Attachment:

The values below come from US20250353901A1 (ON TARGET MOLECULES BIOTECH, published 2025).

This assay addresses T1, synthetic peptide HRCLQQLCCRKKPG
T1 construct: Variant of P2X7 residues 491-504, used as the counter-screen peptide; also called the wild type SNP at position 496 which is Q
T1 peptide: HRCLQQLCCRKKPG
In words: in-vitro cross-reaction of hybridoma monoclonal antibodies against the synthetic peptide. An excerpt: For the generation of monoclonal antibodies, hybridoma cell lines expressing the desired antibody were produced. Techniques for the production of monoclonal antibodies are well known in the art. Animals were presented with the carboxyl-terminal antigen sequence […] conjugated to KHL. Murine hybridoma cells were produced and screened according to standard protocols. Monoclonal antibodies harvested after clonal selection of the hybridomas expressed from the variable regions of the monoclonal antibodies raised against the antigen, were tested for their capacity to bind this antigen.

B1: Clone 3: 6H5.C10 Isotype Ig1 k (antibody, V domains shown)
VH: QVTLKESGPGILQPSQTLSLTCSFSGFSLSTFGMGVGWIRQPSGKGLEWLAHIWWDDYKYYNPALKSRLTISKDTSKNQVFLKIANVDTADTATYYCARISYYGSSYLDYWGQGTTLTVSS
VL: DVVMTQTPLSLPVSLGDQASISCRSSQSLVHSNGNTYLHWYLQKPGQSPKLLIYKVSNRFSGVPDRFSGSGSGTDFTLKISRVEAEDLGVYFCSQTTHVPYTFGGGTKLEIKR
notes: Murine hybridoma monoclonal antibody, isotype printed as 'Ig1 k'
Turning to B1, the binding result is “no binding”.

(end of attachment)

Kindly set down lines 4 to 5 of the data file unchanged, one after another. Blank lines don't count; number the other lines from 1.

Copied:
T1 peptide: HRCLQQLCCRKKPG
In words: in-vitro cross-reaction of hybridoma monoclonal antibodies against the synthetic peptide. An excerpt: For the generation of monoclonal antibodies, hybridoma cell lines expressing the desired antibody were produced. Techniques for the production of monoclonal antibodies are well known in the art. Animals were presented with the carboxyl-terminal antigen sequence […] conjugated to KHL. Murine hybridoma cells were produced and screened according to standard protocols. Monoclonal antibodies harvested after clonal selection of the hybridomas expressed from the variable regions of the monoclonal antibodies raised against the antigen, were tested for their capacity to bind this antigen.